Having owned and watched at some point the majority of Disney movies including the straight to dvds ones - many times over, BrotherBear is certainly a classic worthy of repeated views and easily up there with Tazan,LionKing, quesion.

Age range..well..any child nearing 5 upwards..and honestly for every age group over that. Honest.

It is a beautiful film, with a beautiful original message at it's heart. Add to the - love him or loathe him - Phil Collins mastery soundtrack work. In fact it's a shame Tina Turner sung his opener and also 'Look into my Eyes' is virtually lost in the movie ( arriving end of the credits ). Sterling work..the transformation sequence, including Phils drumns and vocals/chants...really are stunning.

Grown up themes at times..but my nearing 5 daughter said to me, I really believe this is what happens when you go to heaven. And thats good enough for me. The spirits in the sky..transforming...beautiful. And so much better than dreary notions of churchs and hymns which - sadly - schools drums into kids.

The dvd itself is excellent value..plenty of behind the scenes snippets, makings of, deleted scenes...a shame actually some of them didnt make the movie. Could be wrong, but i seem to recall the movie having a slightly troubled history - two directors etc etc..perhaps this shows...I do feel Phil Collins music could of been used more.

No hesitation - a must-buy from me. Again, kids under 4/5 probably not..the just won't get it..and sit through some of the earlier..slightly adult..themes...but for everyone else..enjoy.

Unlike a few - this one really is worthy of being called a Disney Classic. ( You'll cry your heart out near the end btw!!!..but don't worry tears will of dried up as the credits roll. )
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VINE VOICEon 10 November 2015
Disney’s Brother Bear is traditional and very handsome hand drawn animation, with occasional CGI inserts, that makes absolutely no attempt to be anything other than a simple, entertaining and colourful cartoon aimed squarely at kids. Comparisons with Disney’s very successful The Lion King (the circle of life thing) are inevitable and are in some ways fair, but on the whole Brother Bear is a sturdy if slightly insipid standalone tale with enough spirit and spectacle to keep younger audiences happy.

This coming of age tale about a young Native American who is turned magically into a bear, and in doing so learns what it is like to be hunted, is not very subtle and it’s not going to win any Pulitzers, but it’s perfect and familiar Disney territory and was diverting enough and keep my 5 year old watching for a rather short 82 minutes. Disney’s attempt to create another Lion King rather backfired as critics generally gave it a roasting and it did not do well at the box office.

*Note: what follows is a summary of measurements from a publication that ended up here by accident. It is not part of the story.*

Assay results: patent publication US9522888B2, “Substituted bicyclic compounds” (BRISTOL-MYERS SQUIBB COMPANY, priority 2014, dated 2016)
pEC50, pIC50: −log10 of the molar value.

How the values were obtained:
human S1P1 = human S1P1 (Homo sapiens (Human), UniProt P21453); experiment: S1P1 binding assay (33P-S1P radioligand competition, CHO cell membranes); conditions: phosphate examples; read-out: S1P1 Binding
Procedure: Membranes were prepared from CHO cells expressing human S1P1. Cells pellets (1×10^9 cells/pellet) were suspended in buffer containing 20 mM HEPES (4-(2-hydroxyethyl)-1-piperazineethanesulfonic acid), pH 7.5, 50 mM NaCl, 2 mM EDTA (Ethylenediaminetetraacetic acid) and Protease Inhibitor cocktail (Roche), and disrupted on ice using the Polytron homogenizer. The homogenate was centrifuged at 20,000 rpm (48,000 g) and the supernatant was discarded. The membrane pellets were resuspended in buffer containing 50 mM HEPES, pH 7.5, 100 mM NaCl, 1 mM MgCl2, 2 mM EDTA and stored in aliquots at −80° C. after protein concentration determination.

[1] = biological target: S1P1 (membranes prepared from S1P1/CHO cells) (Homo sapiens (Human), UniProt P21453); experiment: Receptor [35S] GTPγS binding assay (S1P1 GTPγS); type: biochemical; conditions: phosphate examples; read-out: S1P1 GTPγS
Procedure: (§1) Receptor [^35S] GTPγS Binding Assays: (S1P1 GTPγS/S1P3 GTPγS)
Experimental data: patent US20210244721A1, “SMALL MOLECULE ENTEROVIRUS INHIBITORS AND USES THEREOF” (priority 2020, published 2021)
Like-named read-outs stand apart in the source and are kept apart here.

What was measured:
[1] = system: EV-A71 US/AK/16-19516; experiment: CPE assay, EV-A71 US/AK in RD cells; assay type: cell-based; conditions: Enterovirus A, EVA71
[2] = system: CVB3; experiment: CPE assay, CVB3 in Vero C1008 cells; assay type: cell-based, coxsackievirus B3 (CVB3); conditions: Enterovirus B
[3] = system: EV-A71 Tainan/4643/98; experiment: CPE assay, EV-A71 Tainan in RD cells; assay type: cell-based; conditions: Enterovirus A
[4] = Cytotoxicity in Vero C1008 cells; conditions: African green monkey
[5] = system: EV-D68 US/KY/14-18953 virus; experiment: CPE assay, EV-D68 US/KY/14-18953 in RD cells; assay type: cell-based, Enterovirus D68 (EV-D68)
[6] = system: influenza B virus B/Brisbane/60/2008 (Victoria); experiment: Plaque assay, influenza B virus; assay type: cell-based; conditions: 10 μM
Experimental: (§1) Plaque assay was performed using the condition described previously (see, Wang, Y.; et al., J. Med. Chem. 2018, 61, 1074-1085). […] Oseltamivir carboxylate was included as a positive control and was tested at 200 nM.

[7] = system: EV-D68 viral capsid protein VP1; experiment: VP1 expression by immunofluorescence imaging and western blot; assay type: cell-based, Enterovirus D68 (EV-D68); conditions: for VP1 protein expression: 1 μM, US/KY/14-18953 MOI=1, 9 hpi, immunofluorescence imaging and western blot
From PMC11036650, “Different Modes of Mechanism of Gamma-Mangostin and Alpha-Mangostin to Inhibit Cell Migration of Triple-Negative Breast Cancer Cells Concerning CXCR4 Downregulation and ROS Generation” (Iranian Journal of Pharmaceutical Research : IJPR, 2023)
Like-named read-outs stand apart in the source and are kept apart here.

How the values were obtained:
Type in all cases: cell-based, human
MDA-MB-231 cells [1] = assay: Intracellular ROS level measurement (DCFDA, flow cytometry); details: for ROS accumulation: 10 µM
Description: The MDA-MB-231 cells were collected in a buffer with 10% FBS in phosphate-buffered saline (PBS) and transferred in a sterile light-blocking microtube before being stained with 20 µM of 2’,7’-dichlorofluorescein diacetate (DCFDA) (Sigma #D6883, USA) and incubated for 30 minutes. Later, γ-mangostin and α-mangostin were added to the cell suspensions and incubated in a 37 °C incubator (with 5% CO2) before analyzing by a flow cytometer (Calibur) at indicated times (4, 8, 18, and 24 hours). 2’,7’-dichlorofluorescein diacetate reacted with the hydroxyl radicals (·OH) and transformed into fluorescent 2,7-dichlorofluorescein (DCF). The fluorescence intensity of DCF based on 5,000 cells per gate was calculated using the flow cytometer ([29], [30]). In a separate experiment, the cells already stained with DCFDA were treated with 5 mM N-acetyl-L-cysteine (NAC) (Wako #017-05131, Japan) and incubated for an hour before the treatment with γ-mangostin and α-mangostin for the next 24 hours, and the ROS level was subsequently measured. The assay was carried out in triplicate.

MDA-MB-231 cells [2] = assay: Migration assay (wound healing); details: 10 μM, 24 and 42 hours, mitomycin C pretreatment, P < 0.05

With a few decent songs written and performed by Phil Collins and Tina Turner, lovely old fashioned animation, a few good laughs, and two very funny Moose characters, Brother Bear just about keeps it head above water, even though it’s definitely in the shallow end of the Gene Pool.

Unremarkable, but good looking and engaging.
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TOP 500 REVIEWERon 6 February 2016
Brother Bear is a 2003 American animated fantasy film produced by Walt Disney Feature Animation and released by Walt Disney Pictures, the 44th animated feature in the Disney Animated Canon. In the film, an Inuit boy named Kenai pursues a bear in revenge for a battle that he provoked in which his oldest brother, Sitka, is killed. He tracks down the bear and kills it, but the Spirits, angered by this needless death, change Kenai into a bear himself as punishment. To be human again, Kenai must learn how to see through another's eyes, feel through another's heart and discover the true meaning of brotherhood.

Originally titled Bears, it was the third and final Disney animated feature produced primarily by the Feature Animation studio at Disney-MGM Studios in Orlando, Florida; the studio was shut down in March 2004, not long after the release of this film in favor of computer animated features. The film received an Academy Award nomination for Best Animated Feature, but lost to the fellow Disney/Pixar film Finding Nemo. A sequel, Brother Bear 2, was released on August 29, 2006.
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on 11 March 2008
Brother Bear is a wonderful animation - it isn't violent and it has the right balance between comedy and drama. The storyline is engaging and the characters and some of the cameos in this film are hysterical. This is a film for all the family and it is a truly wonderful children's animation combined with Phil Collins' musicianship that brings the film to life. Highly enjoyable.
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on 28 March 2015
I thoroughly enjoyed the film shock which was pitched at the right level for children and adults to enjoy with a few good songs in to boot. My disappoint was however with the condition in which the DVD arrived. It was scratched to pieces and skipped frequently during the film. I have not experienced this before with Amazon